Fashion as Communication: What Do Your Clothes Say?
Photo from: Sofie Delauw/Getty Images
With five minutes before you need to leave for work, there is no time to spend on a put together outfit. With disheveled hair and a cardigan that doesn’t match your pants, you head out the door. Throughout the day, you feel distracted and self-conscious about your unkempt appearance.
We have all had those days. Not only does this present an unprofessional look to those around us, but it more importantly limits our own capacity to accomplish tasks for the day. Let’s face it, we’ve coined the terms “dress for success” and “power outfit” for a reason. These ideas show that we believe in a look good, feel good philosophy. But this doesn’t come from our own imagination. Research backs this up.
Dr. Jennifer Baumgarter, author of You Are What You Wear: What Your Clothes Reveal About You, explains that each behavior made, even shopping choices, start rooted in something deeper than what we see on the surface. Baumgarter and others use the phrase “enclothed cognition” to describe what clothes say TO you and not ABOUT you. This concept gives scientific proof that you should dress how you want to feel, not how you actually feel. You’re sending a message to yourself as well as the world around you.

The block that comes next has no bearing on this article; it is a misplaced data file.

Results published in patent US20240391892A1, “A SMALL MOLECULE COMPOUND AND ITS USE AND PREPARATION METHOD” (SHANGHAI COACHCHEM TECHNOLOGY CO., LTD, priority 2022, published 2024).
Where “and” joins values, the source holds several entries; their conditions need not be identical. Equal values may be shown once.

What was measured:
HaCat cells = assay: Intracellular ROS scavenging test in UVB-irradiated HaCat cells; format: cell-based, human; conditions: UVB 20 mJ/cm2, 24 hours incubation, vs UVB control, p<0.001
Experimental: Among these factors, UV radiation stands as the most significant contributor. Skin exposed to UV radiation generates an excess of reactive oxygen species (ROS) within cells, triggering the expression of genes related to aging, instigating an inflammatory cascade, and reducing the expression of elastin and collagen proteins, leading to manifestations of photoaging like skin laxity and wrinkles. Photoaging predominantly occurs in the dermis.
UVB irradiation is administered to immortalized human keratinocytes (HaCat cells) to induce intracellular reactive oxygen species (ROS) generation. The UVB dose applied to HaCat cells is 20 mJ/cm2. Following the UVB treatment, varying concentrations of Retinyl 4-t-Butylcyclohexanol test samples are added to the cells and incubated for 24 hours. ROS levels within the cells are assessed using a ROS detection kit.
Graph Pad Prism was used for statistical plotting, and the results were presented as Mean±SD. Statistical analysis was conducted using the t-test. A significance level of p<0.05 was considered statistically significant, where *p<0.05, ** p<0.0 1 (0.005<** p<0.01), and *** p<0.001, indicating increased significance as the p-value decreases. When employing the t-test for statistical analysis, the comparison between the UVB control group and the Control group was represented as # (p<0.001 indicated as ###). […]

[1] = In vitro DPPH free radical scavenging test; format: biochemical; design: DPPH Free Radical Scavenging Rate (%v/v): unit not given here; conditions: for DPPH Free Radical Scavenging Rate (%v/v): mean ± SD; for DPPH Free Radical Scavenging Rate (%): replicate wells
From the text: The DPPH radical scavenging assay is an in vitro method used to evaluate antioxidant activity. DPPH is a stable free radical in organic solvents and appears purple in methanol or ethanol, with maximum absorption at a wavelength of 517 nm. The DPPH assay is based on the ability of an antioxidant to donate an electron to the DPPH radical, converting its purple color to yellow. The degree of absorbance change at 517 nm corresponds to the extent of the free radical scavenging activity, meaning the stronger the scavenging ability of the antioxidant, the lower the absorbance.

To give a few examples…
- Dressing in plain loose style shows feelings of sadness
- We should try dressing in brighter colors to feel more cheerful.
- Keeping old clothing shows clinging to the past
- We should get rid of any clothing that no longer fits or compliments our current style.
- Dressing in only designer logos shows need to broadcast wealth
- We should remind ourselves that designer logos do not give us more importance or increase our value. Then we should keep our favorite designer items and look for less expensive alternatives to complete our wardrobe.
Clothing is an aid and not the ultimate when it comes to confidence. Clothes don’t need to define you or be the focus of your day, but they allow a newfound boldness through feeling empowered. Now you can head into work with assertiveness to accomplish your daily tasks without distraction or stress over your outfit.
-Kenzie Spodnik ‘23